Whether you’re preparing to go camping, planning a big outdoor wedding, or simplyin need of something to keep you warm in your cold and lonesome college dorm nights, you just might find what you’re looking for in a portable heater. Lucky for you, we did the legwork so you don’t have to, and here’s what we’ve come up with for the best tent heater choices.
Of course, we made sure there’s a little something for everyone’s pocket and needs, and there’s a short guide for those of you who find the topic completely alien. So, without further ado, let’s get stuck in.
The Hot and Cold Of It
For a start, you’ll want to decide on a budget. This is a good first step, and it will greatly filter the choices, as it will determine the output/capacity of your new heater more than anything else.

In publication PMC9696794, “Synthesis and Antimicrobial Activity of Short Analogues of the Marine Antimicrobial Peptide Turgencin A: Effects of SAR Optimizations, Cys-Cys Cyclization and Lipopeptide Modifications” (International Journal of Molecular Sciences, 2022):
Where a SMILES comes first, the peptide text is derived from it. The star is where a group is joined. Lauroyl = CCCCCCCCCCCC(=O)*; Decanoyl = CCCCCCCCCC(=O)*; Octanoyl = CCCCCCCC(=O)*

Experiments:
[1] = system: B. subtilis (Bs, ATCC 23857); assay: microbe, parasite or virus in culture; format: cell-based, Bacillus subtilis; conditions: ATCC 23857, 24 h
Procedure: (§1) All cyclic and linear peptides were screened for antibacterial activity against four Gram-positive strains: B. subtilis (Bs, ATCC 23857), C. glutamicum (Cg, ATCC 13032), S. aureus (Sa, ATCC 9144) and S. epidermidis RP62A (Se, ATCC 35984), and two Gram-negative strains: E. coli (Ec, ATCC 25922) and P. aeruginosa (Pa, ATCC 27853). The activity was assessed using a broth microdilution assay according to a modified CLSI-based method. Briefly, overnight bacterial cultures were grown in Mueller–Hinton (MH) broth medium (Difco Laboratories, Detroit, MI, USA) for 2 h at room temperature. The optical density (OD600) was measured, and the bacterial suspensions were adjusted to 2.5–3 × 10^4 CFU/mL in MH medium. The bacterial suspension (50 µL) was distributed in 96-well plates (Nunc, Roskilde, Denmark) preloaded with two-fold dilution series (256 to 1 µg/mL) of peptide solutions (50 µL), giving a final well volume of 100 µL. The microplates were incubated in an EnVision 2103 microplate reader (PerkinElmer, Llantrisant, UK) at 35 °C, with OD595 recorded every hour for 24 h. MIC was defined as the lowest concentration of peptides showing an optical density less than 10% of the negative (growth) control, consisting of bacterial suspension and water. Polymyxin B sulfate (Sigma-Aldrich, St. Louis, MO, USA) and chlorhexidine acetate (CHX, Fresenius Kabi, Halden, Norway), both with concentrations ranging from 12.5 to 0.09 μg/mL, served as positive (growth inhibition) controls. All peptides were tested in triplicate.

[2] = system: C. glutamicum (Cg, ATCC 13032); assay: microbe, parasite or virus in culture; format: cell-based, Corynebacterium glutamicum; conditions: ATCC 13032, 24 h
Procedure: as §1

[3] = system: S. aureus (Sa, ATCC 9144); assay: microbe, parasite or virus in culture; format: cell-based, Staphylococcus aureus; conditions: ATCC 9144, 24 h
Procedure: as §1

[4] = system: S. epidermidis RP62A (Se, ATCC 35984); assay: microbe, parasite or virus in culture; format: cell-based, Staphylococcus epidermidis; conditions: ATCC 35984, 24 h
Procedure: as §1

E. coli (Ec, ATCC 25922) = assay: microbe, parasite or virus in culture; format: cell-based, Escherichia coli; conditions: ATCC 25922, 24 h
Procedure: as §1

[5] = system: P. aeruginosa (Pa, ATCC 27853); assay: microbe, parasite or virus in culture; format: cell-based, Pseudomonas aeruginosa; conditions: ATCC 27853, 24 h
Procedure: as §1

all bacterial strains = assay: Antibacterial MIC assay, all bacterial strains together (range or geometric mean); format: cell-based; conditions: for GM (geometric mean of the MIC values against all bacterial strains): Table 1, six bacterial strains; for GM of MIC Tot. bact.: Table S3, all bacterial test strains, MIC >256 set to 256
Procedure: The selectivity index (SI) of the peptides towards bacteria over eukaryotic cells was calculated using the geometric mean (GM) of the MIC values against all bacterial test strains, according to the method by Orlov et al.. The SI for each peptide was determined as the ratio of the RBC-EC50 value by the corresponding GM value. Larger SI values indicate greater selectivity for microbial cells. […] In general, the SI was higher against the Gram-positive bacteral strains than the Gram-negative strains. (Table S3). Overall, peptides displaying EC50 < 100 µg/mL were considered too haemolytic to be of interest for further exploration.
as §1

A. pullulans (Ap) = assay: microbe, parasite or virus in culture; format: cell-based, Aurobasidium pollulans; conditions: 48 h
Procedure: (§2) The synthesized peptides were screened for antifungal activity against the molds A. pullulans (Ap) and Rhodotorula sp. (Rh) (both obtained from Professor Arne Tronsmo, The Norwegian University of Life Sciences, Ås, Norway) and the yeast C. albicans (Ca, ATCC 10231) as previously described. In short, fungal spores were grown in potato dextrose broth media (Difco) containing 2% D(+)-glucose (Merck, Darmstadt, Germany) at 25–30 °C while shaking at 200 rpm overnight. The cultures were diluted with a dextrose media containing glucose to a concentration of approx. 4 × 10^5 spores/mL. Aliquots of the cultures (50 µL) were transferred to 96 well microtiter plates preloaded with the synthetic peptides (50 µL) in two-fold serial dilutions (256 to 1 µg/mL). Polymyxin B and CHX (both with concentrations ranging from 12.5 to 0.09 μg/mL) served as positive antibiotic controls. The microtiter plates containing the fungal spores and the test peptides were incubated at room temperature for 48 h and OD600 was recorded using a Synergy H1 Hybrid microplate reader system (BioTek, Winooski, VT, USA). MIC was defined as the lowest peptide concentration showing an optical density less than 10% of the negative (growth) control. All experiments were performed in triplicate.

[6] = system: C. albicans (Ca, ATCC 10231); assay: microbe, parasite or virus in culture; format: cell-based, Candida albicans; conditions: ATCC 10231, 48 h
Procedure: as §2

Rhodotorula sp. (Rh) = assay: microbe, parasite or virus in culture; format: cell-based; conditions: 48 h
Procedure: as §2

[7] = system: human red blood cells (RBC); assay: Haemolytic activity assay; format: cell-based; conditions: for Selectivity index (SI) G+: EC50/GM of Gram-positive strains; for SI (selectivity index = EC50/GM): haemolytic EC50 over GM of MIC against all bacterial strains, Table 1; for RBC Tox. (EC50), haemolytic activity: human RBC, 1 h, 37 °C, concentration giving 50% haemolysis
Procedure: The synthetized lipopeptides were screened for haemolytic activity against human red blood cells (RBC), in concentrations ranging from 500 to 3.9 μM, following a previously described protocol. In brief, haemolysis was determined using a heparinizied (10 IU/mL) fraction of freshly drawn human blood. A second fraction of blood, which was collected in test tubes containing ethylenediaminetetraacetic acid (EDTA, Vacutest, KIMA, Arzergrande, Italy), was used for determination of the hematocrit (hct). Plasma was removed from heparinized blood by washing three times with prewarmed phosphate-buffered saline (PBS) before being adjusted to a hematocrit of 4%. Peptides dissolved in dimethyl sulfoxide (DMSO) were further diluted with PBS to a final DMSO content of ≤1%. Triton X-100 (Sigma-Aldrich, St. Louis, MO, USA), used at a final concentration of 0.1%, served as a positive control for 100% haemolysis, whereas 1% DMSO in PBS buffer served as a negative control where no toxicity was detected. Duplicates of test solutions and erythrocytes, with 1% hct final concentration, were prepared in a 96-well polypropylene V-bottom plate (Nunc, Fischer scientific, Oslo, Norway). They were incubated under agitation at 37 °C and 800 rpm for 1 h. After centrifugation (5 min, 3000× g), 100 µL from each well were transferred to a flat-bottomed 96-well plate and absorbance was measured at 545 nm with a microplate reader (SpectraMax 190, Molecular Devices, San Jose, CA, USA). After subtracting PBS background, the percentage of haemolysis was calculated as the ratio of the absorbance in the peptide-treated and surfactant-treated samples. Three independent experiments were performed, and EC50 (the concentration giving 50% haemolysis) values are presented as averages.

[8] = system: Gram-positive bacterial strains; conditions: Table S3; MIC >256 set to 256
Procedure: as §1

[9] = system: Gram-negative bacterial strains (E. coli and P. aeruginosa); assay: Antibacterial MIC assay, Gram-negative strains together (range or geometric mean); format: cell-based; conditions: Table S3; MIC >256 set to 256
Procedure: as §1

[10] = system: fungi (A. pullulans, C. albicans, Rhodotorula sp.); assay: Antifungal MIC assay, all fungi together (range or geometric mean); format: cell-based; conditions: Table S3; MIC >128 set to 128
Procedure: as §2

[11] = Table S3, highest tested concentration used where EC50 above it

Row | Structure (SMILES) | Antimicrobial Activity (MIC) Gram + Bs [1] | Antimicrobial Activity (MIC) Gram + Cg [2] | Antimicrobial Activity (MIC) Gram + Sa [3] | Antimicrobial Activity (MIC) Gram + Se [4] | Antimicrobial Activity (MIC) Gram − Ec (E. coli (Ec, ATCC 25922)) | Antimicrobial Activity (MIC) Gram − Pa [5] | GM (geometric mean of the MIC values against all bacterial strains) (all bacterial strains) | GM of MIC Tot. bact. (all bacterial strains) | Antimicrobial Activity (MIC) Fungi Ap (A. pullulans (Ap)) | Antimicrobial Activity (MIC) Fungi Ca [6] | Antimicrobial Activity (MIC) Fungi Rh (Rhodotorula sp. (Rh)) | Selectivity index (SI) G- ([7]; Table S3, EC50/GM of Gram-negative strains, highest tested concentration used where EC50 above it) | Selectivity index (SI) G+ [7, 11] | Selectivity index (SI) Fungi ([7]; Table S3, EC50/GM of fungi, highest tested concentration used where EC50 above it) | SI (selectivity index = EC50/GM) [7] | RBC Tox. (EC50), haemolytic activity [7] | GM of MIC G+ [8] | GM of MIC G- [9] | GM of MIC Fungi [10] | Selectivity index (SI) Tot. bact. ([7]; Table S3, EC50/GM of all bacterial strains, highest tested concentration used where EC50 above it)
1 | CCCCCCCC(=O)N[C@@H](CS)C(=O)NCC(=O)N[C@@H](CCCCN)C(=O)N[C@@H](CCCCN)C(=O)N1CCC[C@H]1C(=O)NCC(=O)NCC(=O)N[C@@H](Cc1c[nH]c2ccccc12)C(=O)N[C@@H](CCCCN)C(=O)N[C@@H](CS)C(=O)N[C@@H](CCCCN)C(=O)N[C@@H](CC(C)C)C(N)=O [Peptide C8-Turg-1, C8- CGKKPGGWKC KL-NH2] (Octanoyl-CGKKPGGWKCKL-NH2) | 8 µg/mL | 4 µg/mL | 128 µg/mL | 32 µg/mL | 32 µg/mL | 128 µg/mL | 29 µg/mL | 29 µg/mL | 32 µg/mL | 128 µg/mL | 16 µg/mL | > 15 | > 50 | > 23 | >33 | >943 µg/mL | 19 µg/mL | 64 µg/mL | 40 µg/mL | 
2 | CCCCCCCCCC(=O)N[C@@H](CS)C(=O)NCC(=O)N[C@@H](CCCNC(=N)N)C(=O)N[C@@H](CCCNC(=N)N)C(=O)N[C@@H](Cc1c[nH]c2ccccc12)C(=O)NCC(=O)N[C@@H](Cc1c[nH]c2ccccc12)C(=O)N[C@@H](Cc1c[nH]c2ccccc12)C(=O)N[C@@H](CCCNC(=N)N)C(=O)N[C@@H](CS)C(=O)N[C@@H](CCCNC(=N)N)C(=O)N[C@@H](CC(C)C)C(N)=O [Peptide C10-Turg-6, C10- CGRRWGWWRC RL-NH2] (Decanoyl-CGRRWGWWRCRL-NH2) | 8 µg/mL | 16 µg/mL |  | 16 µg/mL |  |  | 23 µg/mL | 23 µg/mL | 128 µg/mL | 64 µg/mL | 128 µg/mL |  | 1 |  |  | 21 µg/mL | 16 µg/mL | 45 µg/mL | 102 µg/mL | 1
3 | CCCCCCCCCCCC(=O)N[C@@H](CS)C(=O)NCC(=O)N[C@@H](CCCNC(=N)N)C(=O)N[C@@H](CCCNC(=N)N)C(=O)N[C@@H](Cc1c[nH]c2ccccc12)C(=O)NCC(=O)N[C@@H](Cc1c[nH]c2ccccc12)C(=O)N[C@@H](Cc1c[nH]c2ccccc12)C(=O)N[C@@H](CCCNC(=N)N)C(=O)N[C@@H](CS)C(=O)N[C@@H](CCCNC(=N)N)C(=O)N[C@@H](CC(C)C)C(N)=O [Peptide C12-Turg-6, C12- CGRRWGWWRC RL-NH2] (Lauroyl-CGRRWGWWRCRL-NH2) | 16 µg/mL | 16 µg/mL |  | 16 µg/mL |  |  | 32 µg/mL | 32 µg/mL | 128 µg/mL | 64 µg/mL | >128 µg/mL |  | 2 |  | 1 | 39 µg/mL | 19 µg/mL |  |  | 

Taking this to be the zero parameter, we get to the actual first thing you’ll want to check out when doing the research – the type of the heater. Painting with a broad brush, we can divide all tent heaters according to the power supply. This way we get the propane-powered and the electric tent heaters (there are also chemical heaters, but those are more of a sleeping-bag deal rather than for the entire tent).
The propane heaters are great in that they are easily portable and independent of any other power source than a propane tank (well, their portability depends on the model, but assuming you’re going camping, you won’t take a 200-pound monster with you), and they can run off a 16.4-ounce propane cylinder for about 7 hours or so. On the flipside, they can get hot enough to make combustible materials nearby (nylon) go up in flames.